Unexpectedly a small car pulled up outside.  A woman got out and slowly, hesitantly, walked into the house.  “I can’t believe it’s come to this,” she muttered.

 As she spoke, a fleeting moment of sunshine lit up the place and the sound of a child’s laughter moved from room to room.

 When she turned back to her car, a sudden gust of wind threw heavy rain against the windows.  The drops poured down the remaining glass like desperate tears of inconsolable grief.

Love at first sight – Friday Fictioneers

It’s time to write another piece for Friday Fictioneers!  Thank you to Rochelle Wisoff-Fields who hosts this venture.  Each week Rochelle chooses a photo prompt to inspire writers to produce a 100 word piece of flash fiction.  Do use the link to her blog if you are interested in joining the group.  It’s a great way to get involved in writing.

97 fairground

PHOTO PROMPT © J Hardy Carroll

Love at first sight

Our eyes met across the group of staff at the fairground.  We worked closely together each day and shared long evenings full of fun and laughter.  We had a ball!

“A perfect match!”  “You two were meant for each other!”  Such a great couple!”  These were some of the comments made about us.

As the summer waned, so did our emotional attachment.  “Time to move on,” you said as you packed your suitcase.  “It’s been one hell of a ride!”

I kissed you.

“Better to have loved and lost . . . ,” I thought as I turned and walked away.

. . . . . . . . . . . . . . . . . . . . . . . . . . . . . . . . . . . . . . . . . . . . . . . . . . . . . . . . . . . .

‘Tis better to have loved and lost, than never to have loved at all.’

A quotation from ‘In Memoriam’ by Alfred, Lord Tennyson

 

 

 

Sit-and-wait predator – Friday Fictioneers

It’s time to write another piece for Friday Fictioneers!  Thank you to Rochelle Wisoff-Fields who hosts this venture.  Each week Rochelle chooses a photo prompt to inspire writers to produce a 100 word piece of flash fiction.  Do use the link to her blog if you are interested in joining the group.  It’s a great way to get involved in writing.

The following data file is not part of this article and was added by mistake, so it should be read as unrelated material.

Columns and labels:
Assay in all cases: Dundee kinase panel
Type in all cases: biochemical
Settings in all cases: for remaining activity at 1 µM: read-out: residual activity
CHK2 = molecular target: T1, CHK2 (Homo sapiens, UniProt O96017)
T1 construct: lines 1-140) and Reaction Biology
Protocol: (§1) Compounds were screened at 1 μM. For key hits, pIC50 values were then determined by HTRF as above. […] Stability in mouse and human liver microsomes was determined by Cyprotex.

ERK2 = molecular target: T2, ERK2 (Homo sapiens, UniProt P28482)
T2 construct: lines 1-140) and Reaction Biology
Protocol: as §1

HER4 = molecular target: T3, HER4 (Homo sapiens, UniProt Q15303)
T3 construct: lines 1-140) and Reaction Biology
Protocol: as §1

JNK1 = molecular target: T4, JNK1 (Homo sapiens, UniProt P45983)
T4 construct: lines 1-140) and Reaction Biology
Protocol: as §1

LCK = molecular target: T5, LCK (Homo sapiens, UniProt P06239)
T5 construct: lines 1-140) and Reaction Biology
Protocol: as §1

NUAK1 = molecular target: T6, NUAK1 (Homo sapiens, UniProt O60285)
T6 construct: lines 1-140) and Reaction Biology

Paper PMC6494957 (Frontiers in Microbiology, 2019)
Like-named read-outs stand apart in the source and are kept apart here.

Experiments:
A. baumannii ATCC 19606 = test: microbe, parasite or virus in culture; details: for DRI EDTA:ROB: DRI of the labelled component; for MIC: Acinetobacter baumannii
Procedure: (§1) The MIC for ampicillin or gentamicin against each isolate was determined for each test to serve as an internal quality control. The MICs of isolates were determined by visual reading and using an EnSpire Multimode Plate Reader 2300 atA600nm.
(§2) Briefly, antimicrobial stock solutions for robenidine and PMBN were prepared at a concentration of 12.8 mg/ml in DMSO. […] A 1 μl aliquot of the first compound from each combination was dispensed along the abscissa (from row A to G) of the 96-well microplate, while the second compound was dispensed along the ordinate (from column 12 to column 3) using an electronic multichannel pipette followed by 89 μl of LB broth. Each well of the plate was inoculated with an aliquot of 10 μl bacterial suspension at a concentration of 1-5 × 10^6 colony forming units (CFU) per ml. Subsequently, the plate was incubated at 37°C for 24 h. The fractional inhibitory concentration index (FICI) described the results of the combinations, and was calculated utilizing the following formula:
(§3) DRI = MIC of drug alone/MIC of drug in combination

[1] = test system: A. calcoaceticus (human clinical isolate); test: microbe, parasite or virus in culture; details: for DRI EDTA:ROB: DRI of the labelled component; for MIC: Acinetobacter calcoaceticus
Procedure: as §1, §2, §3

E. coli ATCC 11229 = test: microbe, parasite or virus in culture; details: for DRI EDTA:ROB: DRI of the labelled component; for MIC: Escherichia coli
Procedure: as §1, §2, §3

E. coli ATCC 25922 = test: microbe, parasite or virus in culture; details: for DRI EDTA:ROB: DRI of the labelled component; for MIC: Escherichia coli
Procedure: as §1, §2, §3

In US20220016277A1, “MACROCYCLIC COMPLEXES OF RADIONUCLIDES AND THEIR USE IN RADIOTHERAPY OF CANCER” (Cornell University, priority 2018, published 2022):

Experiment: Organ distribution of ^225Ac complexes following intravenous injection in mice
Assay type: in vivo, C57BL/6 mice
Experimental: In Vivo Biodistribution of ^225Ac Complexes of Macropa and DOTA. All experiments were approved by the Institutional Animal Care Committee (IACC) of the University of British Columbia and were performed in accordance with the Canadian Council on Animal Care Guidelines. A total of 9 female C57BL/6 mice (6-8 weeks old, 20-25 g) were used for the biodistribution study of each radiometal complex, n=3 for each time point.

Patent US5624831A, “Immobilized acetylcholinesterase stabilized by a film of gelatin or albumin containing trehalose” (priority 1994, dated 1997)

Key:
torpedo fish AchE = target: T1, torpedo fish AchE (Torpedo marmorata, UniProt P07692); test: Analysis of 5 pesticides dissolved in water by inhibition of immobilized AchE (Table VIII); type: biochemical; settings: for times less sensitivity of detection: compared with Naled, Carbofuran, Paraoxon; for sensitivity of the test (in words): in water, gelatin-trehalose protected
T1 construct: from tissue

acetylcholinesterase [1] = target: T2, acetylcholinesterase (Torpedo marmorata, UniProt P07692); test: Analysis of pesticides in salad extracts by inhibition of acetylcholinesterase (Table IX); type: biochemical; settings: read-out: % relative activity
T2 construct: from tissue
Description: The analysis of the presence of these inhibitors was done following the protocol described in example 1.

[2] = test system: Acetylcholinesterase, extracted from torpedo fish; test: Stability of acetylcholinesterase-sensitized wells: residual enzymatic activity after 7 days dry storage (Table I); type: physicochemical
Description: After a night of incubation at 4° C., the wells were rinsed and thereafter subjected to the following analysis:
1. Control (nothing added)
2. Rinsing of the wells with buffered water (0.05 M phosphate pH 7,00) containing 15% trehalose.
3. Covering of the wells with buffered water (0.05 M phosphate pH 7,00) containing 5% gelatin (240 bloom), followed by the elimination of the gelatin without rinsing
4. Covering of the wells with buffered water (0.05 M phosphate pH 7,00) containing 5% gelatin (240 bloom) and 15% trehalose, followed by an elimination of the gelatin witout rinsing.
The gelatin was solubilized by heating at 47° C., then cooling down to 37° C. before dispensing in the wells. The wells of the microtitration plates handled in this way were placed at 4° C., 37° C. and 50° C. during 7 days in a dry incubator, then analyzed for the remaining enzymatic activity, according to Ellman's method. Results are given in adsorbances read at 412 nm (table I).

96 spider web

PHOTO PROMPT © Victor and Sarah Potter

Sit-and-wait predator

I rushed into the flat and paced anxiously about.  I tore off my coat and flung open the French doors.  Staring across the railings, I thought over the conversation I’d just had with our neighbour about external work to our place.  Alarm bells rang in my head.  ‘External work’?  Another thread in my husband’s web of deceit?

Sensing movement, I turned just as he lunged towards me.  I avoided his grasp.  His momentum carried him into the railings.  They gave way.  He disappeared.

It was then I noticed the spider.  Its home was a trap.  So, it seemed, was mine.

 

 

An insubstantial place – Friday Fictioneers

Thank you to Rochelle Wisoff-Fields who hosts Friday Fictioneers.  Each week Rochelle chooses a photo prompt to inspire writers to produce a 100-word piece of flash fiction. Why not use the link to her blog to join the group? 

 All good wishes for the New Year!

95 the square

PHOTO PROMPT © Roger Bultot

An insubstantial space

There was a time when the square was full of life.  People joined in animated conversations or sat contemplating their surroundings.  Musicians gathered together under the trees.  Their patterns of sound swept through the branches and echoed through the leaves.

Now the square broods under a twilight sky.  There is no ebb and flow of people.  No chatter or music to stir the sluggish space.  The trees have gone.  There is no season when buds appear.  No moment when leaves will fall.  There is no essence of what was here.  Only the enigmatic ghosts of what there used to be.